Not Friday yet, but I didn’t expect the week to be like this. It started so well. I finished draft 7604 of my Afghanistan novel, the blog post here did nicely, I even (with some technical aid from my son, the peripatetic El Punko) entered into the Twitter world. Nature cooperated by keeping our snowfall in the ‘pretty’ rather than the ‘I-hate-feckin-snow’ zone and Big Bang had a new episode. Then there was Julie Burchill.
My first reaction, to wonder if Burchill understood the what-happens-next after publishing an article like that. But then, I always go all left brain when faced with things that should knock me on my ass. Which is why, about ten years ago, my son had the research ready when I asked him, ‘What did I do to make you like this?’
The morning after Burchill’s rampage, I woke before dawn with what felt like a clunk of The Hopeless on my chest. Someone who doesn’t know him, hates my son. How do you fix that? But when people objected to Burchill’s hate mongering, focus switched from transphobia to freedom of expression. A slight of hand that equated hurling epithets at a marginalised group as a civil liberty.
I wanted to take a sick day from life. An image kept going through my head, a photo I put on Facebook to make El Punko’s cousin in the US laugh.
I ask you, how can anyone hate an elf? (Read what my son says about Burchill here http://saschk.blogspot.co.uk/2013/01/open-letter-to-julie-burchill.html.)
Ten years ago, a lot of the research pointed to the mother as the cause for Gender Dysphoria, either for psychological, sociological, or physiological reasons. I suspect some social scientists have issues with their mothers but hey, I’m willing to say to Julie Burchill et al, don’t hate my son. It’s my fault he’s trans. Hate me.
Because even if I didn’t psychologically, sociologically, or physiologically make him into the man he is today, I aided and abetted him. I stood outside the men’s room when he went in until he pointed out how pervy that was. I chanted that being trans was a special gift, then shut up when he said he wished he weren’t so damned special. I visited him in a hospital where it was injudicious for the doctor to admit what type of surgery he’d performed on my son.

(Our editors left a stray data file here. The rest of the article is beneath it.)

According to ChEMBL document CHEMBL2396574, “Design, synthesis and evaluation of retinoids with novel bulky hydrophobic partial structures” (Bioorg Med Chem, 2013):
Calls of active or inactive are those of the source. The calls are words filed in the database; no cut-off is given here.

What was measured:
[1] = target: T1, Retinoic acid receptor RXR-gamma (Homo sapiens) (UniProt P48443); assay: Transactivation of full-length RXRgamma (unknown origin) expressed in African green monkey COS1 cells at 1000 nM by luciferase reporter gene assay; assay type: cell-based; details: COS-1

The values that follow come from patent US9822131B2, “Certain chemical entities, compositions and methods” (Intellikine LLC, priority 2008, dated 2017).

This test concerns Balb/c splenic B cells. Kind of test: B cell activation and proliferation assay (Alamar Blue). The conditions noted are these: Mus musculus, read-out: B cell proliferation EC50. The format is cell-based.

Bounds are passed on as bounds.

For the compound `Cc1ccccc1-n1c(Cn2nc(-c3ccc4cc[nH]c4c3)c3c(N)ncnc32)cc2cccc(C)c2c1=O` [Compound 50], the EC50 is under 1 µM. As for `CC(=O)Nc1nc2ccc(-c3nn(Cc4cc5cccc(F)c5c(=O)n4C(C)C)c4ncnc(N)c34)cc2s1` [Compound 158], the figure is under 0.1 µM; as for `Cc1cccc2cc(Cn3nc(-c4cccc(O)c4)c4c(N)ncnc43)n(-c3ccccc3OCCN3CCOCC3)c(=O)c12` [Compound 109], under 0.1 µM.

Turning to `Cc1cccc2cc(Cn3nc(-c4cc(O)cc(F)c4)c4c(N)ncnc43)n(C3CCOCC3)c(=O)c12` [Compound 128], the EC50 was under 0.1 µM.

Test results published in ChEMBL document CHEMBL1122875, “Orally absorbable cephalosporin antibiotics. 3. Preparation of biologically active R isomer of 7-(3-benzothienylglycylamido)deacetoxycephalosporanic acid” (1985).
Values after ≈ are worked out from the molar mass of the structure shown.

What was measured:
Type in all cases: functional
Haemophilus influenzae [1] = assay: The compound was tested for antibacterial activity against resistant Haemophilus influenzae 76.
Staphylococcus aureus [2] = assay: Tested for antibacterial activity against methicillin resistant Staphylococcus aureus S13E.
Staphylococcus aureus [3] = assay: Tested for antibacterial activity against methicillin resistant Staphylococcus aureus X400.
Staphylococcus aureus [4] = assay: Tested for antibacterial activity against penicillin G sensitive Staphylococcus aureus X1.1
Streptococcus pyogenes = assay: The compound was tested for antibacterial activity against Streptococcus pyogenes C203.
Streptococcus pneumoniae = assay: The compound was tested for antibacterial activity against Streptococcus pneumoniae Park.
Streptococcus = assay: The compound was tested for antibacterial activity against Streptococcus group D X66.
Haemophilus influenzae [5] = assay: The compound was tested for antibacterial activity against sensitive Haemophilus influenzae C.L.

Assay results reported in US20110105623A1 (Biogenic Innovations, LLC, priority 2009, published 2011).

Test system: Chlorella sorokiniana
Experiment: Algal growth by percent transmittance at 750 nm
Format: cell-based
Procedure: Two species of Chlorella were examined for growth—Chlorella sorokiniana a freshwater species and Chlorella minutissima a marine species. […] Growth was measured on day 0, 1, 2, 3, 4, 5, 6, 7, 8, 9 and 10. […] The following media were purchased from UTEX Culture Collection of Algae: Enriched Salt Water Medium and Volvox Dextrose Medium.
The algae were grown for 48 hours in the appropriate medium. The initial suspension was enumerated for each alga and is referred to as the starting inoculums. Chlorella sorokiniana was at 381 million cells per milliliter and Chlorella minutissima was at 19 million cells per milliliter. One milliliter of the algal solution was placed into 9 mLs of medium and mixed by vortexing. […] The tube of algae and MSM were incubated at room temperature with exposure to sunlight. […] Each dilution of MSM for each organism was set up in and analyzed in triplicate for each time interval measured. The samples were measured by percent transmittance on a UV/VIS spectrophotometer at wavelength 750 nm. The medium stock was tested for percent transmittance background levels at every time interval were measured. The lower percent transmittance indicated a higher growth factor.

Hate me, because I didn’t even try to stop El Punko. While you’re at it, hate his friends for not doing a mass intervention to keep him a real girl who fights the male hegemony because hey, that’s more important than his gender identity.
Hate the men in our family for sharing male greeting rituals with him, because doesn’t that separate us into first class and carriage? Hate the university that prepares him for his ivory tower existence where miraculously he won’t suffer anymore. (We’d all get Ph.Ds if that were true.)
Hate his cat for loving him, too.
Each and every one of us is connected to someone else who’s connected to someone else who’s connected to someone else. It’d be exhausting to hate all of us, so come on. We have more in common than we have to separate us. Julie Burchill attacking transfolk in defence of Suzanne Moore is motivated by the same thing that makes me want to step between her and my son.
Her results, however, are less attractive. It doesn’t matter if you’re working to gain equality for women if you’re swatting at transgendered people. Or persons of colour. Or Muslims. Or gays. Or my Big Nose dog. The swatting cancels out the gains you’ve made.
Hatred is an easier tactic because it dismisses the conflict person or group so we don’t have to deal with what we don’t like. It’s self indulgent. It’s theatrical. It’s cathartic. It’s destructive. It’s a cop out. It’s beneath us.
Here’s my kid and the Big Nosed dog. Please don’t hate him.